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An example of when the Federal Court awards costs on a lump sum basis

Bayley & Associates Pty Ltd v DBR Australia Pty Ltd [2014] FCA 346 (4 April 2014) is a recent case in which our own costs lawyer, Mike Dudman, provided expert evidence.

The Applicant sought a lump sum costs order in the amount arrived at by Blackstone Legal Costing, in the amount of $729,223.98. Foster J stated that:

In his affidavit, which is comprehensive and very detailed, Mr Dudman explained his approach to the assessment which he made. It appears to me to be fair, logical, rational and reasonable… I see no reason not to accept it.

A lump sum order was made in the present case pursuant to a consideration of the following factors:

(a) Rule 40.02(b) of the Federal Court Rules 2011 provides for the award of a lump sum costs order in appropriate circumstances. That rule gives to the Court a broad discretion which should be exercised whenever the circumstances warrant it (see Dunstan v Human Rights and Equal Opportunity Commission (No. 3) [2006] FCA 916 at [23]; Black and Decker Inc v GMCA Pty Limited (No. 4) (2008) FCA 1737 at [3]; and Playcorp Group of Companies Pty Limited v Peter Bodum A/S (No. 2) (2010) FCA 455 at [3]).

(b) The Court should not be slow to exercise the relevant discretion in an appropriate case.

(c) Any exercise of the discretion to make a lump sum costs order should reflect the overarching principle embodied in s 37M and s 37N of the Federal Court of Australia Act 1976 (Cth). The discretion should be exercised logically, fairly and reasonably (see Beach Petroleum NL v Johnson (No. 2) (1995) 57 FCR 119 at 120F and 123C; Ginos Engineers Pty Limited v Autodesk Australia Pty Limited[2008] FCA 1051; (2008) 249 ALR 371 at 377 [22]; and Sony Entertainment (Australia) Limited v Smith [2005] FCA 228; (2005) 215 ALR 788 at 813 [198]and [199]).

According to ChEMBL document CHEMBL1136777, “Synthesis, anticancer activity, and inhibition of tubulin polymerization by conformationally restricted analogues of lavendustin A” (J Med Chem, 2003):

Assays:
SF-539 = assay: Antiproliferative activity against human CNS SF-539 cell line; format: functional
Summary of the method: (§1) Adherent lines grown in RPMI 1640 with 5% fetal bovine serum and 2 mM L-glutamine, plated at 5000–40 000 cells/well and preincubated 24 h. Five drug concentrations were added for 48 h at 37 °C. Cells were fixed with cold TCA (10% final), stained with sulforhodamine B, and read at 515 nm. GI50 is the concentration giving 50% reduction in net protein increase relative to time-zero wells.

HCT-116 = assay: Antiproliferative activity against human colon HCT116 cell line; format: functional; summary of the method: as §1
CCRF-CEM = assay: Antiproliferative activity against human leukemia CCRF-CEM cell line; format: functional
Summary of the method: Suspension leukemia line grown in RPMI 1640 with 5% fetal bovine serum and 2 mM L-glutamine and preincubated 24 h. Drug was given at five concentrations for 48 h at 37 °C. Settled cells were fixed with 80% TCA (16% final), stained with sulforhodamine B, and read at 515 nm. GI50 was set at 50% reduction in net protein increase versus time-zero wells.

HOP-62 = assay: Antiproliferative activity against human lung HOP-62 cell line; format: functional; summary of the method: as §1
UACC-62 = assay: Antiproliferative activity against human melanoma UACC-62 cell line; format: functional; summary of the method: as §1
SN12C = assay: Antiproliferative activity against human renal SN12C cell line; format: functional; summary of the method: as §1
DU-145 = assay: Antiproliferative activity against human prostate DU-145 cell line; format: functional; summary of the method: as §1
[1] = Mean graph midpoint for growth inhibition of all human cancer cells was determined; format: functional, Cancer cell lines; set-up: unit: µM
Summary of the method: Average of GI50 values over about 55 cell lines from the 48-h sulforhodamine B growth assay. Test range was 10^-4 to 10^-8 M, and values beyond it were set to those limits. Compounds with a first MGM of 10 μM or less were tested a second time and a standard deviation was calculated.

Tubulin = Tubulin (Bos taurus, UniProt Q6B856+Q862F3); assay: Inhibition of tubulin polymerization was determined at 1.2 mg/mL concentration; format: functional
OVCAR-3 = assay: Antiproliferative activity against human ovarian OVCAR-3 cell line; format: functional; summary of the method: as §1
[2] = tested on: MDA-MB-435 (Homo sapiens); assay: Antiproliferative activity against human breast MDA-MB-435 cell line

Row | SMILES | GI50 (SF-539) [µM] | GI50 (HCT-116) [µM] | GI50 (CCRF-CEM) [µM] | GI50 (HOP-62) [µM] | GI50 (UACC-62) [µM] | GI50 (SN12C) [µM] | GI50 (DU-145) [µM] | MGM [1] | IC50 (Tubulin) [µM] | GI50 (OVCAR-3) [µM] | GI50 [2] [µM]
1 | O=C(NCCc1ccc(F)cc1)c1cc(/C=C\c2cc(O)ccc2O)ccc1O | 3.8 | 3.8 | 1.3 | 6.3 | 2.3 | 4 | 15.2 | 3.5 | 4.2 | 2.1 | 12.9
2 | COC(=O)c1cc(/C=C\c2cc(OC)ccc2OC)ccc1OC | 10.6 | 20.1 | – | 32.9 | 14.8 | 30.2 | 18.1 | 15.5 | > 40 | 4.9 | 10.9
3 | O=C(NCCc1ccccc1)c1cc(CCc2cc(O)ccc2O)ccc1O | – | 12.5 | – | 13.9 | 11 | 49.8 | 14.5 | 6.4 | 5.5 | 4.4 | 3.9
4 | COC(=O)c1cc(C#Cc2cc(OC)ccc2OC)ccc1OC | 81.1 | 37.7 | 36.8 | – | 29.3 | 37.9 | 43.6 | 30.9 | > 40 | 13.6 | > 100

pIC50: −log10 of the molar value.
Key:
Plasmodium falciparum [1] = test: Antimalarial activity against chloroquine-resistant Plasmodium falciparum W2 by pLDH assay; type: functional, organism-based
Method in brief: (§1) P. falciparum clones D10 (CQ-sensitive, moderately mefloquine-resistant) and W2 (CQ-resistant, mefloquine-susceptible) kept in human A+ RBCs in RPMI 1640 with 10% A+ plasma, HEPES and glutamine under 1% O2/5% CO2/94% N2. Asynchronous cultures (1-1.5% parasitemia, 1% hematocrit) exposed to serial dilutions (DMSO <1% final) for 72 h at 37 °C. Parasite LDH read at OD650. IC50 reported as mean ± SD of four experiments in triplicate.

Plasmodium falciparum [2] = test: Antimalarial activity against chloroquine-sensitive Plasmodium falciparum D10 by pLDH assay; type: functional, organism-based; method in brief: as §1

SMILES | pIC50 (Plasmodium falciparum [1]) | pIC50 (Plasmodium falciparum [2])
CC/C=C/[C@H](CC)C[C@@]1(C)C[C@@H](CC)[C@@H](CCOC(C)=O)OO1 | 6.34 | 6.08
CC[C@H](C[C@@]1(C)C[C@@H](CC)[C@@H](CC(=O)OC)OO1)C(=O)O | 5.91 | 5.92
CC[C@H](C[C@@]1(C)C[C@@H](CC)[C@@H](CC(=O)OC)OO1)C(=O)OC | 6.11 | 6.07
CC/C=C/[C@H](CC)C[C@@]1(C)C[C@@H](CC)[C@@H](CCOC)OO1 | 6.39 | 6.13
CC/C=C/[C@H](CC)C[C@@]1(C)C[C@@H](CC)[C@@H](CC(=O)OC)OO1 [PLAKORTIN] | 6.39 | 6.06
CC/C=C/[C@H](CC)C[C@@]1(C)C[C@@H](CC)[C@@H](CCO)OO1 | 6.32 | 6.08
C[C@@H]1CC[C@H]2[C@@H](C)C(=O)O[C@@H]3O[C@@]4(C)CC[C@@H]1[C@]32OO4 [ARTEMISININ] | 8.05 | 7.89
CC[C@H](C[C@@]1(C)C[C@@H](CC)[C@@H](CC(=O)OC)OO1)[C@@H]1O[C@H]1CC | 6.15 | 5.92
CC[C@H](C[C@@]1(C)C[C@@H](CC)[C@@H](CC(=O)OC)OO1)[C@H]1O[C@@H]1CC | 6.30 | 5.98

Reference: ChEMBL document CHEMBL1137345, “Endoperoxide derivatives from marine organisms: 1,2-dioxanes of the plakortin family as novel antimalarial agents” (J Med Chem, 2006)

(d) The rule serves to avoid the expense, delay and aggravation involved in a formal taxation of costs and associated litigation. In particular, in cases where the incurring of additional costs in taxing bills would result in an additional burden on the successful party, there is strong reason for making a lump sum costs order. A relevant factor in favour of a lump sum costs order will often be that the party against whom the order is sought is in financial difficulties with the consequence that the prospects of the successful party recovering its costs of taxation are poor (Bitek Pty Limited v IConnect Pty Limited [2012] FCA 506; (2012) 290 ALR 288 at 292 [15] per Kenny J).

(e) The approach to be taken by the Court in deciding whether to make such an order and in arriving at the quantum thereof should be a broad brush approach. It is one of estimation or assessment and not of arithmetic. The Court should avoid, in effect, carrying out a taxation under the guise of performing a lump sum costs assessment.

(f) The fact that the making of such an order may cause hardship on the party against whom the order is made is not relevant.

(g) The evidence of an expert costs assessor is both relevant to and probative of whether a lump sum costs order ought to be made and the quantum of any such order.

After excluding costs associated with the Applicant’s earlier unsuccessful Mareva application, acknowledged by Mr Dudman in his affidavit as being costs of the Applicant payable to the Second and Fourth Respondents, costs of the proceedings were awarded in a lump sum, instead of being taxed, in the amount of $715,000.00.

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